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Jesus' defining mission (and ours)

August 27, 2022

Daily Scripture

Luke 19:1-10

1 Jesus entered Jericho and was passing through town. 2 A man there named Zacchaeus, a ruler among tax collectors, was rich. 3 He was trying to see who Jesus was, but being a short man, he couldn’t because of the crowd. 4 So he ran ahead and climbed up a sycamore tree so he could see Jesus, who was about to pass that way. 5 When Jesus came to that spot, he looked up and said, “Zacchaeus, come down at once. I must stay in your home today.” 6 So Zacchaeus came down at once, happy to welcome Jesus.
7 Everyone who saw this grumbled, saying, “He has gone to be the guest of a sinner.”|
8 Zacchaeus stopped and said to the Lord, “Look, Lord, I give half of my possessions to the poor. And if I have cheated anyone, I repay them four times as much.”
9 Jesus said to him, “Today, salvation has come to this household because he too is a son of Abraham. 10 The Human One [or Son of Man] came to seek and save the lost.”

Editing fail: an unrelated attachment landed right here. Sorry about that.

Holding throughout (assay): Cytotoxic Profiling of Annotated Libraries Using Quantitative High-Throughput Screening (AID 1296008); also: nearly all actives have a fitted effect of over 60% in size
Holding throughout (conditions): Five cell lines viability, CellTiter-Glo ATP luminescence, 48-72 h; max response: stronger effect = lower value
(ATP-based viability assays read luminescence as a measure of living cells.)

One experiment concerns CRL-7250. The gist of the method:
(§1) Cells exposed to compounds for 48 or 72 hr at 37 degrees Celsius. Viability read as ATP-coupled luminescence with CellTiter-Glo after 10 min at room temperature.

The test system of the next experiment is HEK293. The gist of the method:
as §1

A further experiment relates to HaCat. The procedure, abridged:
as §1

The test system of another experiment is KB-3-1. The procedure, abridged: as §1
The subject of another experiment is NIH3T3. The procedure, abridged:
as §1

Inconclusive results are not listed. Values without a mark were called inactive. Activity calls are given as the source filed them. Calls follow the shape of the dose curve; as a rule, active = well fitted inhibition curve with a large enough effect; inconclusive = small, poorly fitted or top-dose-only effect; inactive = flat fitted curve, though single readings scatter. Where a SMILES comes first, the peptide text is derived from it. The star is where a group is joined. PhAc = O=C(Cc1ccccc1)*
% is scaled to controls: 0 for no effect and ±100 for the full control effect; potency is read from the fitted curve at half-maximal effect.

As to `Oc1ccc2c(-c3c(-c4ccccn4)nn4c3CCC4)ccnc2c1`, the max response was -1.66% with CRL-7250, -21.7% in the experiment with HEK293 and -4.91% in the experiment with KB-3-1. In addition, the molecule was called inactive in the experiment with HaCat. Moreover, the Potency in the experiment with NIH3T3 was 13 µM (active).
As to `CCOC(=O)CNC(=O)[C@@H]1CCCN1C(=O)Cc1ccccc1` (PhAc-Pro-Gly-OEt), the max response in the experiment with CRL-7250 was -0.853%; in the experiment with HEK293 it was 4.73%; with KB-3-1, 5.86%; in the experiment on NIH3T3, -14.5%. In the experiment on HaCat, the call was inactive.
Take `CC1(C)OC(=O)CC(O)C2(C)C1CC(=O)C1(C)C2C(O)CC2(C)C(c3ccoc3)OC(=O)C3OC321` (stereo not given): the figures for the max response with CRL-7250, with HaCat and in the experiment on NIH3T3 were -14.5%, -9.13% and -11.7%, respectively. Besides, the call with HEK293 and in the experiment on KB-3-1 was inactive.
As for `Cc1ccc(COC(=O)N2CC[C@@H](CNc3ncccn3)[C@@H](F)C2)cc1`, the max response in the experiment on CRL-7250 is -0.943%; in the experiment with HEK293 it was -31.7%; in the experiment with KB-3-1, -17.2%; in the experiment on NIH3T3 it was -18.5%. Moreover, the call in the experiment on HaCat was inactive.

Daily Reflection & Prayer

Zacchaeus was so eager to learn more about Jesus that, wealthy adult though he was, he climbed a tree to offset his short stature. But Jesus was on a mission and, if anything, was more eager to reach Zacchaeus than Zacchaeus was to see him. Jesus ignored people’s grumbling by very publicly inviting himself to a meal at the house of one of the town’s most despised “sinners.” He told the grumbling crowd (many of whom Zacchaeus had probably cheated) that he “came to seek and save the lost.” That was his central, guiding mission—not one that limited his focus to just one type of activity, but rather moved him to restore and set right all the brokenness that evil creates in our hurting world.

  • Jesus said his mission was “to seek and save the lost.” Scholar William Barclay wrote, “In the New Testament ‘lost’ does not mean damned or doomed. It just means in the wrong place….A [person] is lost when [they have] wandered away from God; and is found when once again taking a rightful place as an obedient child in the…family of the Father.” * In what ways has God “found” you, and moved you to your rightful place in God’s family?